Alzheimers is characterized by selective neuronal cell death, the presence
of extra cellular amyloid deposits in the core of neuritic plaques and the formation
of intraneuronal neurofibrillary tangles in the brain of affected individuals.
Alzheimers disease is a progressive neurodegenerative disease clinically
characterized by dementia and neurobehavioral deterioration (Farbood
et al., 2009). Neurochemically, these deficits are associated with
dramatic losses of cortically projecting cholinergic neurons and by a reduction
in the presynaptic markers of the cholinergic system, particularly in the areas
of the brain related to memory and learning (Iqbal and Grundke-Iqbal,
The major component of the amyloid plaque core is the pathologically deposited
amyloid-beta-peptide (Aβ), which is derived from Amyloid Protein Precursor
(APP). Alterations in APP processing to secrete higher levels of the longer
Aβ 42 peptide and a clinical correlation between elevated levels of amyloid
β-peptide in the brain and cognitive decline has recently been reported
(Ghosh et al., 2008). The pathological features
of Alzheimers disease include deposition of senile plaques in different
brain zones formed by aggregates of fibrillar Aβ peptide (Aβ), a neurotoxic
metabolic product (Alinovi et al., 2006; Sadik
et al., 2001).
Alzheimers Disease (AD) affects up to 15% of people over age 65 years
and nearly half of people aged 85 years. Selective neuronal and synaptic loss
in the hippocampus and cerebral cortex correlates with clinical symptoms and
therefore, a clearer understanding of the mechanisms that cause neuronal death
and dysfunction should lead to a greater understanding of the underlying pathophysiology
of the disease and unveil potential therapeutic opportunities (LaFerla
and Oddo, 2005; Hebert et al., 2003). Prevalence
rates for more than 20 million people worldwide including 4.5 million Americans.
This number is expected to double every 20 years as world populations continue
to age. AD is now considered to be the third major cause of death in developed
countries, after cardiovascular disease and cancer (Ma and
The total worldwide cost of dementia care is estimated to be US$315.4 billion
annually and 77% of these costs occurred in the worlds more developed
regions. The course of AD often takes a decade or more to progress, bringing
with it a severe load to patients, families and society (Sato
et al., 2002).
The course of AD often takes a decade or more to progress, bringing with it
a severe load to patients, families and society. There is currently no known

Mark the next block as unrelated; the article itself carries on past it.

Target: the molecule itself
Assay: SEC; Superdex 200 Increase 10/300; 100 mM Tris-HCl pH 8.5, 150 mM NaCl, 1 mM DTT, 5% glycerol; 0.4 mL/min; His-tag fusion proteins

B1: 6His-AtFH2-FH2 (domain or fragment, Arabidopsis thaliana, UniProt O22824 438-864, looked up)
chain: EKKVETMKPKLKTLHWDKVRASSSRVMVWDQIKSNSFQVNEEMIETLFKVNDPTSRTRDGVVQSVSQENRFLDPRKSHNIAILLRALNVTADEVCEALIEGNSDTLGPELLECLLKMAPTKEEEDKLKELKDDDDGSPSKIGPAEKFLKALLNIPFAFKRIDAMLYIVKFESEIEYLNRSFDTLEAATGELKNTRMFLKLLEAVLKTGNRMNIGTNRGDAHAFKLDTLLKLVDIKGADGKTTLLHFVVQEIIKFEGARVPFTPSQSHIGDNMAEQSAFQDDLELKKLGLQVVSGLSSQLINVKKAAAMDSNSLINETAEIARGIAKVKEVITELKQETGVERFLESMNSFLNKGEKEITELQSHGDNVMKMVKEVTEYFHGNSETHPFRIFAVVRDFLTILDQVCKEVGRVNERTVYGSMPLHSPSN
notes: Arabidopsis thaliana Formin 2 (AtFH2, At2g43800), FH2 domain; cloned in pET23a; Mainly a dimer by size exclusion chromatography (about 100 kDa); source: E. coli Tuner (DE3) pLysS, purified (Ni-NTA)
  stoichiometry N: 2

cure for AD. However, several drugs for treatment of AD symptoms have been approved
by the US Food and Drug Administration (FDA) in recent years. Stem cell technology
has emerged in the face of extraordinary advances for prevention, diagnosis
and treatment of human diseases such as heart disease, diabetes, cancer and
diseases of the nervous system, such as Parkinsons disease and Alzheimers
disease (AD). It offers great promise for tissue regeneration, cell replacement
and gene therapy but clinical applications remain limited (Saeed
and Mesaik, 2005).
Current AD therapies are merely palliative and only temporarily slow cognitive
decline and treatments that address the underlying pathologic mechanisms of
AD are still lacking. In this review, we focus on the current aspects of AD
ranging from the key risk factors for AD, the underlying pathogenic events and
the novel medications including disease-modifying properties (Khairallah
and Kassem, 2011). Researches done by FDA and other associations have claimed
that herbs contain natural composition of various compounds that affects our
internal system (brain, heart and mind). In conventional medicine, those formulations
are synthesized by chemical associations and are given in different doses to
the person. We should also keep in mind that around 30% of the ingredients that
are added in conventional medicine are extracted from natural resources like
plants and herbs (Winston, 2005).
The leads of Central Nervous System (CNS) active medicinal plants which have
emerged besides Rauwolfia serpentina, Mucuna pruriens for Parkinsons
disease, Ocimum sanctum as an anti stress agent, Withania somnifera
as anxiolytic, Centella asiatica and Bacopa monnieri for learning
and memory disorders. Bacopa monnieri, Benincasa hispida (Roy
et al., 2008), Areca catechu (Jaiswal
et al., 2011) and Ginkgo biloba for Alzheimers disease.
The study related to Alzheimers Disease (AD) is focused towards the traditionally
used rejuvenating and neurotonic agents. The recent trends in the pharmacological
studies are based on the biochemical and molecular mechanism which leads to
the development of CNS active principles from the herbal drugs (Anekonda
and Reddy, 2005; Vinutha et al., 2007; Hussian
and Manyam, 1997; Moustafa et al., 2007).
Ficus hispida Linn. belongs to the family Moraceae is a widely distributed
and most commonly found in the interior and coastal regions distributed throughout
India, Srilanka, Myanmar and Southern region of the Republic china. A mixture
of honey and the juice of these fruit is a good antihemorrhagic (Peraza-Sanchez
et al., 2002) but the barks and leaves are of particular interest
from a medicinal point of view as an antidiarrhoeal (Mandal
and Kumar, 2002), antidiabetic (Gosh et al.,
2004) and as cardio protective (Shanmugarajan et
al., 2007) among others.
The current study was undertaken to evaluate the ameliorating effect of ethanolic leaf extract of Ficus hispida Linn (EEFH) , till now no pharmacological evaluation has been done on FH especially in leaf for its anti-alzhemerian activity. This prompted us to pursue the activity and was examined for their efficacy.
MATERIALS AND METHODS
Plant material: The fresh Ficus hispida Linn (FH) leaves were
collected from (Perannakavur, Changlepet, Tamil Nadu, India) western Ghats of